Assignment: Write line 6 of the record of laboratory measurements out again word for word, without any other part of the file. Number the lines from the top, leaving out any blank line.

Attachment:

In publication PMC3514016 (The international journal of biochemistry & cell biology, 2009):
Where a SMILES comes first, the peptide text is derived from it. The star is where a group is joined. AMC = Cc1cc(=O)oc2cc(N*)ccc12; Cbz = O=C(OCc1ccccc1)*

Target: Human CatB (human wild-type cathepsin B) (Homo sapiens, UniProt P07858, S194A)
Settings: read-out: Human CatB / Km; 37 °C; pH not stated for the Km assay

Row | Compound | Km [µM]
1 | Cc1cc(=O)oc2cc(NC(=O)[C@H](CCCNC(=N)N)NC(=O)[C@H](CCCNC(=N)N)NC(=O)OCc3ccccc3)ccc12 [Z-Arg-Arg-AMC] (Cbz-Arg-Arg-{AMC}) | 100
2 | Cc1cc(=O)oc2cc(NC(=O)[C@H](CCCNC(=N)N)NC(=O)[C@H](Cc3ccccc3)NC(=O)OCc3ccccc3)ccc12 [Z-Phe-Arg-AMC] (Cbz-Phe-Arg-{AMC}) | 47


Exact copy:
1 | Cc1cc(=O)oc2cc(NC(=O)[C@H](CCCNC(=N)N)NC(=O)[C@H](CCCNC(=N)N)NC(=O)OCc3ccccc3)ccc12 [Z-Arg-Arg-AMC] (Cbz-Arg-Arg-{AMC}) | 100